In a surge of global responsibility, the U.S. plans to donate 10 percent of swine influenza vaccinations to the World Health Organization (WHO). The U.S. has a current order of 195 million doses of the H1N1 vaccination that will start to arrive in October.
Last week, Secretary of State Hillary Clinton wrapped up her seven country tour of Africa. She met with national leaders and promised to keep Africa high on the State Department's priority list. She pledged to help victims of rape in eastern Congo and chastised the corruption in Kenyan government.
In a recently released 15-page report, the MTA detailed the disadvantages of constructing a Purple Line tunnel along Wayne Avenue, giving credence to a unanimous Montgomery County Council vote that indicated local preference for a light-rail system.
You don't have to be a corporate accountant to know that executives make more money than the rest of us. This is the way it's always been - and in a way, it makes sense: as a person climbs up the corporate ladder, their responsibilities increase dramatically and their salaries should reflect that. Then again, the earnings of corporate executives may reflect their positions a little too well.
In elementary and middle school, I remember painting huge signs throughout the hallways: "Don't pollute!", "Save the Bay!", "We drink this water too!" We read articles in science classes about attempts to revive the Bay, and took field trips to the estuary to learn about runoff, nitrogen pollution and oyster populations. We were involved in our local environment, deeply invested in a water source a mere hour from our homes.
Caroline Kennedy may not be the most qualified potential appointee for the vacant New York Senate seat, but she's certainly qualified. Despite the media's harping on her lack of intelligence and expertise, Kennedy's resumé has more substance than most critics are acknowledging.
Shouts of joy rang throughout the SAC during 5A lunch on Tuesday as news of an early release day quickly spread from table to table. Some students exited in a rush to get to their lockers, others remained to hang out one last time with their friends. Getting out two and a half hours early the last day before winter break seemed too good to be true.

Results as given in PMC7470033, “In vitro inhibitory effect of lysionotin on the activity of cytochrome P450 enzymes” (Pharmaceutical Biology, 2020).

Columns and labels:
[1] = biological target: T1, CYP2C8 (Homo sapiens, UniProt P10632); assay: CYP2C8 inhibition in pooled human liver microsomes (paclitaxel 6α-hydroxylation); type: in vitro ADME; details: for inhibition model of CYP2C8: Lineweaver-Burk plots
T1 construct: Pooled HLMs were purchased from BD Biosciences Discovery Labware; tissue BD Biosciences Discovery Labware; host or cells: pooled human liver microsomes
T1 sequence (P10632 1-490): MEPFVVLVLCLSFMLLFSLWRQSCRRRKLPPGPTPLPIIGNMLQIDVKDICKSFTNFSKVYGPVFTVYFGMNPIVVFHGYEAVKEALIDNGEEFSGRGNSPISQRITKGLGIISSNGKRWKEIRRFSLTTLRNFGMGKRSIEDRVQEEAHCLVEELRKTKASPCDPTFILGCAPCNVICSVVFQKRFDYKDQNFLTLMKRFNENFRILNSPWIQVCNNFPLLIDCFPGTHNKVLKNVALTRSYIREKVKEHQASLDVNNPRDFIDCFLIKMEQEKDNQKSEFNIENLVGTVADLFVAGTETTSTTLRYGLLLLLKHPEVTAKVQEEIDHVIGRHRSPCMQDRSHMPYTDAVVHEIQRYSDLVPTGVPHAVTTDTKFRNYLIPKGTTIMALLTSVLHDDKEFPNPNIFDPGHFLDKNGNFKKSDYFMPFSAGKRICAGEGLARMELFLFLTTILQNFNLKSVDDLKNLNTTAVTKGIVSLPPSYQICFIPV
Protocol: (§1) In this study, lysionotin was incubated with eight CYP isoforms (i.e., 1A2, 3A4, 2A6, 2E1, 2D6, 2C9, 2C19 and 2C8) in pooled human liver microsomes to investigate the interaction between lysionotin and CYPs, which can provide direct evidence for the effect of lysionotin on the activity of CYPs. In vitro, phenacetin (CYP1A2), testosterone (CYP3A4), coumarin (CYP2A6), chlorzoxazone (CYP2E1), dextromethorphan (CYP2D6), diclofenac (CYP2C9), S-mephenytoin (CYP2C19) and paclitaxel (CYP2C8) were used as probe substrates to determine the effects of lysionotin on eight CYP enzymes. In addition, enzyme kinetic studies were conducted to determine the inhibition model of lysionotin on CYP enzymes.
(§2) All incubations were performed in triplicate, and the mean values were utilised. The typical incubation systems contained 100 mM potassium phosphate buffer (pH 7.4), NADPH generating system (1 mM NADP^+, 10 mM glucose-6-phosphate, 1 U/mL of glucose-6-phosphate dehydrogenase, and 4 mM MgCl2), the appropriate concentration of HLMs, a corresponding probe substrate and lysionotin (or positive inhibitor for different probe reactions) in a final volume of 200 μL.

It's been almost a month since America swept then-Senator Barack Obama into the office of the President-elect. Emphasis on what separated him from his opponents won him initial support: his proponents emphasized the fact that he was the only candidate that, for example, didn't support the invasion of Iraq, to the chagrin of his main Democratic rival, Senator Hillary Clinton. As Obama prepares to take the reins from his universally despised predecessor, he is continuing to emphasize his unique opinions - this time with the actual institutional power to make decisions that move towards change.
We are in Obama era. Barack Obama is poised to be the 44th President of the United States of America, and with a majority of Democrats in Congress, Obama should have a successful term. Regardless of his race, Obama has been an incredibly unifying force. Obama supporters go out of their way to be nice to each other. I've noticed that drivers with Obama-Biden stickers have been less aggressive. Even some John McCain supporters are jumping on the Obama "love train."
Every once in a bored while, I surf the Internet looking for something to do. I generally don't care too much about what I see online – there's the occasional LOL on Digg or the sarcastic comic strip. But rarely do I see things that are, quite frankly, demented.
The day I had been looking forward to for over a year finally came on Tuesday - the day I would finally have an impact and make a difference. The day I would vote. Walking up to Pine Crest Elementary School to cast my vote, I thought about all of the friends I hope to represent - frustrated friends who had missed the voting cutoff by a single week, day and even hour. I also hoped that my involvement would not only stand for the views of the 53 percent of voters ages 18-24 that didn't vote in the 2004 election, according to PBS, but to also decrease this percentage for the 2008 election.
Election Day is upon us. In 48 hours, Americans will go to the voting booths and decide who will lead this country for the next four years - one who will inherit a worsening economy, an increasingly polarized nation and many other not-so-great things. Some final thoughts as we all hold our breath...
With so many projects and tests crammed in before the quarter ended on Friday, I had tons of homework on Wednesday. But that didn't stop me from watching Barack Obama's half hour infomercial that aired primetime on three major networks - FOX, NBC and CBS.
Every so often, I'll be a nerd and just perch in front of my computer, reading the latest national news and checking poll numbers. In an effort to avoid starting an essay, I wen on to FoxNews.com, wanting to see how Obama was faring in the election according to a media filter that was somewhat detached from reality. The latest updated article on Obama on the FoxNews site was a news story about how Obama had declared to Ellen DeGeneres that he was a better dancer than McCain. The first line in the article read, "They really will do anything to win."
We found 230 results.